4 Tips For Making Computer Upgrades Less Of A Hassle

moving.jpgAs part of an extended review, my main computer is a very eye catching, blue, magnesium allow Dell Latitude E6400.
It’s taken me about 3 days to transfer all the files from my old computer (Lenovo 3000 N100) to the Dell – it should have taken only a few hours. But I’ve learned so much.
Dell, as do many PC vendors, sells optional software, Laplink’s PC Mover to help transfer software between the old computer to the new computer. The software is easy to use, however, when I used the software, for some reason the software would stop in the middle of the transfer. I used USB cables, network and computer to computer file transfers – nothing has worked.
PC Mover did transfer some programs (data and programs) but when I ran the the programs on the new computer, many of the programs would not run properly. To run properly, programs have to be fully reinstalled in the new computer, not just copied over to the programs folder, so I’m not sure these file transfer programs work that well in any case.
One of the easiest ways to ensure a smooth upgrade is to purchase the same type of computer and swap hard disks. You need the same computer as the software configuration on one computer will be different than the software configuration on a different computer.
For larger small businesses, with maybe 5 or 25 computers, you should standardize on 1 or 2 computer models and create an image of your company’s basic computer system. This image has all the applications, including the operating system you want on everyone’s computer. When you purchase a new computer, all you have to do is load the image and the computer is the same as the other employee’s computers.
One thing I am considering, is downloading all the programs I need onto an external hard disk, so the next time I switch computers – about every 2 – 3 years, I can access them more easily.
I use Carbonite to backup all my files and I know that if I have to I can always restore my files, via the Internet, using Carbonite.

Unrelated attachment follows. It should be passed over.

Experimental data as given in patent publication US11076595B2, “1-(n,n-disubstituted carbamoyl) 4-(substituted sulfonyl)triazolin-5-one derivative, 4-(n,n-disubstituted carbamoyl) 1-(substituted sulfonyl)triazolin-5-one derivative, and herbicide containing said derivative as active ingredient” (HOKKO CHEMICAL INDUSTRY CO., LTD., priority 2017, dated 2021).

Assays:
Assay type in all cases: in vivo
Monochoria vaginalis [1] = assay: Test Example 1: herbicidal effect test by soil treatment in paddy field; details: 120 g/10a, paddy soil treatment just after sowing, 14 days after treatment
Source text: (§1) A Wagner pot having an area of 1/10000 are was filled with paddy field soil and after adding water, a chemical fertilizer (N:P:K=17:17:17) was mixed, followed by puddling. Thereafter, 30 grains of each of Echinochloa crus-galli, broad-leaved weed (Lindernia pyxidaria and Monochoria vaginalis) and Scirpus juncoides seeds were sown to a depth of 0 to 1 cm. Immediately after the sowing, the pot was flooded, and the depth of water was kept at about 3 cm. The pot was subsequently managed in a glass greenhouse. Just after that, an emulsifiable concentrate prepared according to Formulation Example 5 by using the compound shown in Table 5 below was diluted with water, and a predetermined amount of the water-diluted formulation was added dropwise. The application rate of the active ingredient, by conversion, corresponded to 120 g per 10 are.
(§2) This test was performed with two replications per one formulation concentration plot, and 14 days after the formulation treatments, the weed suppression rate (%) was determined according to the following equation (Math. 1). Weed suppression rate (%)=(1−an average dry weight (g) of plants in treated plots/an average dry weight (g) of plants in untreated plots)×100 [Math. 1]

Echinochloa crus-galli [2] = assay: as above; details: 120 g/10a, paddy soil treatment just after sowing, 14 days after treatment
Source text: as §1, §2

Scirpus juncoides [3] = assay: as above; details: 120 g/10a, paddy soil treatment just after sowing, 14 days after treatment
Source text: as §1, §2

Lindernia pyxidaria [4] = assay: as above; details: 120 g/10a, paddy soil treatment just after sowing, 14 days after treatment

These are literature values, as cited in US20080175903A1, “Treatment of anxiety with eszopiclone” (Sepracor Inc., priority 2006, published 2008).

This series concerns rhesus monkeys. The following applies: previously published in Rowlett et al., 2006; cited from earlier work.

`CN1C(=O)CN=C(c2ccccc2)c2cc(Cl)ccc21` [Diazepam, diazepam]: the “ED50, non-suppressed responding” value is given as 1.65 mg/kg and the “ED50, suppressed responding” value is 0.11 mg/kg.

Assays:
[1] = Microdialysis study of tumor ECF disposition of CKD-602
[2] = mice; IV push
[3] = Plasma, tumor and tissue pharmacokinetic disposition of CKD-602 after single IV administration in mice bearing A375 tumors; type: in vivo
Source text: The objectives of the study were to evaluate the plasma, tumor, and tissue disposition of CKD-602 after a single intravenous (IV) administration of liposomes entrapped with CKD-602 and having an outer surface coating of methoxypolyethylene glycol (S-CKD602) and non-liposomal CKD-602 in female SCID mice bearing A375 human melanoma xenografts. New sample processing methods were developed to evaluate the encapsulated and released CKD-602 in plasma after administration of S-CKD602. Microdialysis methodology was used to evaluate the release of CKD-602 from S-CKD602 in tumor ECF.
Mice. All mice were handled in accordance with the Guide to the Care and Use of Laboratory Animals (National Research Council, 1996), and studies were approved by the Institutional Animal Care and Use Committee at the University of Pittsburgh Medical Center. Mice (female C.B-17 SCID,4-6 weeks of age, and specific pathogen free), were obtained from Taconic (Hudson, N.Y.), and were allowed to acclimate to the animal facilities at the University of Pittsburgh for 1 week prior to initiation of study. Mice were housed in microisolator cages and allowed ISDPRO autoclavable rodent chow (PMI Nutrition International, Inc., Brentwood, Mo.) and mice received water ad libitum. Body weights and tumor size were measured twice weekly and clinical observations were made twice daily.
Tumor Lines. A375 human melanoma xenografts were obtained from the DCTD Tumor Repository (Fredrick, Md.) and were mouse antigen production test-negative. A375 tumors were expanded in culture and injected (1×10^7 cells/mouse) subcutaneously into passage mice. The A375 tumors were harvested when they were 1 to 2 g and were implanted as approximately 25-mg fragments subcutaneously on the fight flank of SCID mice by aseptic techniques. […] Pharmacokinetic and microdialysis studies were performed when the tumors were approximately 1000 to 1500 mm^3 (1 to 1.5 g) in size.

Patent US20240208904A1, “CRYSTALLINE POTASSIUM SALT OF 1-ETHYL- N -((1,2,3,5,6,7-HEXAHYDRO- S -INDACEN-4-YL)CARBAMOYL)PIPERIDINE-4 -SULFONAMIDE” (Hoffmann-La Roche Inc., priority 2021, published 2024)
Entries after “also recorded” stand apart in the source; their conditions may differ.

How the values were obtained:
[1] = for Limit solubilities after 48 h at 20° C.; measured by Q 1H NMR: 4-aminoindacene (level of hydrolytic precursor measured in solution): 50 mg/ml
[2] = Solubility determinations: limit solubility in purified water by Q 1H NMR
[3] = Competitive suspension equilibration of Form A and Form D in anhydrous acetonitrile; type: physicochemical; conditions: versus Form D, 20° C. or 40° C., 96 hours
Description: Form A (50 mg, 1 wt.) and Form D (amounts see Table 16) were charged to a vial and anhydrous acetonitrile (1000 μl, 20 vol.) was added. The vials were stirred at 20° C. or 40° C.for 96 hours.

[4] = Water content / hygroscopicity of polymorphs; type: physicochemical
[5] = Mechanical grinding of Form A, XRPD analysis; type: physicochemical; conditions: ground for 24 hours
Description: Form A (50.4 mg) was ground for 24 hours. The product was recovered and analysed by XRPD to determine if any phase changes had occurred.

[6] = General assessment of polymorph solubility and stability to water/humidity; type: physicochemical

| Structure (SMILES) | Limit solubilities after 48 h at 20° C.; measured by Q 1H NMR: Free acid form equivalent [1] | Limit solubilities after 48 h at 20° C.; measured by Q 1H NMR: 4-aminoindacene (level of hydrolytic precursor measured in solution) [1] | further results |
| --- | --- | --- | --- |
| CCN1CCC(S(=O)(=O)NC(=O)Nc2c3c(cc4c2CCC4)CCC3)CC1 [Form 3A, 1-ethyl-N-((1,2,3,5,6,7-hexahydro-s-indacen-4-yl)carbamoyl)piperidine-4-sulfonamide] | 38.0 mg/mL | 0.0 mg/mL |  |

Saving files to a central server alleviates the annoyance of transferring user files from computer to computer. When you buy a new computer, you Settings such as bookmarks and other individual settings, which are stored on a local computer can be easily transferred.
Moving email to the new computer was quite simple. I use Microsoft Outlook but I didn’t have to move a large PST file as I use hosted Exchange from Intermedia. Once I had Outlook installed I used a simple tool (provided by Intermedia) to setup Outlook and all my contacts were seamlessly synchronized to the new computer.

3 thoughts on “4 Tips For Making Computer Upgrades Less Of A Hassle

  1. David Friend

    Backing up programs is tricky because many software programs are tied to the pc on which they were originally installed. And for sure you don’t need to back up programs very often — only when you add new software. I keep a disk image using Acronis True Image and I update every couple of months or whenever I make significant changes to my programs. Carbonite backs up all the rest of my data — photos, business files, emails, etc. If I need to replace a hard drive or PC, I can do a bare metal restore to get my OS and programs back, and then I restore from Carbonite to get all my files up to date.

  2. Jeff S

    I don’t think swapping the hard drive is a good idea, if any of the hardware is different between the two systems, you run the risk of driver issues that could take weeks to fix. Its better to use your apps backup functionality, re-install on the new system, and restore the backup using the Laplink-like program to move data. You should keep copies of all of your programs anyway with your backups in case of a disk crash where you have to reinstall anyway.

  3. Geof

    I strongly dislike Carbonite – I have had an ongoing technical issue with them for months now, and they simply can’t get it resolved. I needed a backup from Dec 25 – and all they had was those after Dec 26. They promised this was easily accomplished – and months later, they still have not provided the correct files – and they seemed to have no urgency or concern about this – no ticket tracking, no way to communicate with 1 technician over time, no way to escalate, etc.
    On the whole I rate Carbonite as “don’t go there” – and if you don’t believe me, ask anyone who’s had to do a restore from Carbonite. Sure it backs up your files well, just so long as you don’t need to restore them, you’ll be fine.

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